Outside the Wire is an annual discussion series focused on wartime narratives and featuring the perspectives of veterans, artists, and scholars.
This year’s discussion takes a look at the changing experiences of caretakers in wartime: nurses, medics, surgeons, and others. How have caretakers’ lives and work changed from the Civil War to contemporary conflicts? A panel of scholars and recent veterans will examine how changes in working conditions, military and medical developments, and social circumstances have affected what it’s like to treat America’s soldiers – and what’s changed in the ways armed forces caretakers view themselves.
Our panel includes:
Jane Schultz is Professor of English and Director of Literature at IUPUI in Indianapolis. She is the editor, most recently, of This Birth Place of Souls: The Civil War Nursing Diary of Harriet Eaton, and the author of Women at the Front: Hospital Workers in Civil War America, which was a finalist for the Lincoln Prize. Dr. Schultz was a recipient of an IU New Frontiers in the Arts and Humanities Fellowship for her book Lead, Blood and Ink: A History of Civil War Medicine. She was also a historical consultant to the PBS miniseries Mercy Street.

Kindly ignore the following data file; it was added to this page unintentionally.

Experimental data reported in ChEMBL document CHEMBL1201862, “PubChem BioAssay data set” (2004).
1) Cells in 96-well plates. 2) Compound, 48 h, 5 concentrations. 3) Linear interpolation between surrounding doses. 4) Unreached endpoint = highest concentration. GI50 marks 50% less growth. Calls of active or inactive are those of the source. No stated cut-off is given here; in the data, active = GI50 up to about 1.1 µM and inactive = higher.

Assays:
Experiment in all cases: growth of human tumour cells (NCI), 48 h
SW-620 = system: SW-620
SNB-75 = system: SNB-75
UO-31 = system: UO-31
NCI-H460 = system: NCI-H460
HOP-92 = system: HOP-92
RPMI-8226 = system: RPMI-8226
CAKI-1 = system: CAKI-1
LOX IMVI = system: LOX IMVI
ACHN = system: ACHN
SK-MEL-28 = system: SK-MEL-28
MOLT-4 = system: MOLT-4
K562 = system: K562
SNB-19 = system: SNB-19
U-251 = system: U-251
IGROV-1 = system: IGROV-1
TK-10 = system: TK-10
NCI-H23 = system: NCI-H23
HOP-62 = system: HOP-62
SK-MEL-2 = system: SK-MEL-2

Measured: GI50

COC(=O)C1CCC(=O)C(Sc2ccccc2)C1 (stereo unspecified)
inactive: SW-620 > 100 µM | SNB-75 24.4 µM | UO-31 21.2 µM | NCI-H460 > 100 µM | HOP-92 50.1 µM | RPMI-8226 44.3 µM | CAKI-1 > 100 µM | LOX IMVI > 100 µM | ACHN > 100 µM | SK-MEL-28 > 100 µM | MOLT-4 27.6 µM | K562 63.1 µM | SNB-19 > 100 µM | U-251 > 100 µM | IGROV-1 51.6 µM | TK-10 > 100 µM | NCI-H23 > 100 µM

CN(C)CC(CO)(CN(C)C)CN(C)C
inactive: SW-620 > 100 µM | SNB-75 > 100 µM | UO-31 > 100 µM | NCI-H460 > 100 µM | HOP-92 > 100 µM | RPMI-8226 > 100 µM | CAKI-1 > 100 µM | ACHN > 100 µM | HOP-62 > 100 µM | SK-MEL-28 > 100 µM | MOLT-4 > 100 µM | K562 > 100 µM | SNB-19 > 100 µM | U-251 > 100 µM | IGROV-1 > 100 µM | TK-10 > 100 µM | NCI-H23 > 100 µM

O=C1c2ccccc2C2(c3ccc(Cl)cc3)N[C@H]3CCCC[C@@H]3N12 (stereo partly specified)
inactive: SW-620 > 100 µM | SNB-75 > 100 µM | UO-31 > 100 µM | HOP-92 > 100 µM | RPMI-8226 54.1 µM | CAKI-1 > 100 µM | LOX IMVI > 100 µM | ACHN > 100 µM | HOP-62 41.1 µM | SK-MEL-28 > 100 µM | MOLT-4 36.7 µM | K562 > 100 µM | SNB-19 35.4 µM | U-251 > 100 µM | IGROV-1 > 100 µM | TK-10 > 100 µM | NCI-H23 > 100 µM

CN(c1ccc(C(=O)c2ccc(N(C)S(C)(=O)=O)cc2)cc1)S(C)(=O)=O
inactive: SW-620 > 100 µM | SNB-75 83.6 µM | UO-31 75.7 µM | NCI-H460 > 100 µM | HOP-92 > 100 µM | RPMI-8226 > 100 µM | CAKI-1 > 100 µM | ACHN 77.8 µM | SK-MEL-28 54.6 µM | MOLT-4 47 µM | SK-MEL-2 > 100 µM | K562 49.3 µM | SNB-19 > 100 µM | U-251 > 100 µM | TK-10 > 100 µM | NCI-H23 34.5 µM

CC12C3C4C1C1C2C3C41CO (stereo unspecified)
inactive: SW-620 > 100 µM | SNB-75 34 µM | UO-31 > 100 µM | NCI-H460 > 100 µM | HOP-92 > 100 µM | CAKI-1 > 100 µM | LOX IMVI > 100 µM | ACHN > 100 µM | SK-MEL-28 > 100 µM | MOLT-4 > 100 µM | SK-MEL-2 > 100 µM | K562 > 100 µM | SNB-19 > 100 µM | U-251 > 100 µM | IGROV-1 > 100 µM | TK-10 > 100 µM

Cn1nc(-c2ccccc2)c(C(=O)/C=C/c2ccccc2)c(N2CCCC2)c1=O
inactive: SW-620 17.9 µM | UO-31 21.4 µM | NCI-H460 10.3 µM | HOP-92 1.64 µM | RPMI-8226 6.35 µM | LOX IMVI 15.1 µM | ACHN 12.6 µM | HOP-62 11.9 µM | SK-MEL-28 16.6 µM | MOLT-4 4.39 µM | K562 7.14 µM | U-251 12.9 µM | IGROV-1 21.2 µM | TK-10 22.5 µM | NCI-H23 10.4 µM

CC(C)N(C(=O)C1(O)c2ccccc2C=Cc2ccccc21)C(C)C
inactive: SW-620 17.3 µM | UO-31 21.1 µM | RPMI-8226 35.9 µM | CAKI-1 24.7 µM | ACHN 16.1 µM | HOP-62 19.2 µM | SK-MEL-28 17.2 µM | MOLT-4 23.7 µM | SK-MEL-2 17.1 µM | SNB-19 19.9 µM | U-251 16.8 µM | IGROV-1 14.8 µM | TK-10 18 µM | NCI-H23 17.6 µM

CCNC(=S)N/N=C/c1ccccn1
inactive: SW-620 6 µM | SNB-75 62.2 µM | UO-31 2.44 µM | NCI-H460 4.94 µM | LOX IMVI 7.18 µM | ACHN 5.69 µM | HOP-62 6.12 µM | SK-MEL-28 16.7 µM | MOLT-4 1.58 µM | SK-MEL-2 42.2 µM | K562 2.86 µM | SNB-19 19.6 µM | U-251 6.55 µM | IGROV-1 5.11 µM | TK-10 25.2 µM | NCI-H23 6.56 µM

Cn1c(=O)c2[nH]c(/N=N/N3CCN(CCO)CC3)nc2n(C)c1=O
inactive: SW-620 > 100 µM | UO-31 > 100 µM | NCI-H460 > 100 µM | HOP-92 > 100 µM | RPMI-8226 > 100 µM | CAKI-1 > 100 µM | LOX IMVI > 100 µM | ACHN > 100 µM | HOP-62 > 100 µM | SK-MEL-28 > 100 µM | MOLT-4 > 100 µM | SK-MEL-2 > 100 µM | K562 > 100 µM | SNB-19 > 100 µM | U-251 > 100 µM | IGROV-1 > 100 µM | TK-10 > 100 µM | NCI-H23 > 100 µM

Tyler Hoffman is Professor of English and Associate Provost for Academic Programs at Rutgers University-Camden. He is the author of Robert Frost and the Politics of Poetry; Teaching with the Norton Anthology of Poetry; and American Poetry in Performance: From Walt Whitman to Hip Hop. Articles and book chapters on a wide range of American poets, including Walt Whitman, Emily Dickinson, Herman Melville, Frances E. W. Harper, Paul Laurence Dunbar, Robert Frost, Vachel Lindsay, Wallace Stevens, Elizabeth Bishop, Gary Snyder, Thom Gunn, and contemporary slam poets.
Kate Epstein (moderator) is Associate Professor of History at Rutgers-Camden. Her research focuses on the acquisition of advanced industrial weapons technology; she is particularly interested in the relationship between national security and intellectual property. Her first book, Torpedo: Inventing the Military-Industrial Complex in the United States and Great Britain (Harvard University Press, 2014), examines these issues through the lens of torpedo development before World War I. At Rutgers-Camden, she has taught undergraduate and graduate courses in military, diplomatic, and US history, and in the philosophy of history.
Artist-veterans from Warrior Writers, an area nonprofit that provides writing workshops to veterans.
Date & Time
October 26, 2017
3:30 pm-5:00 pm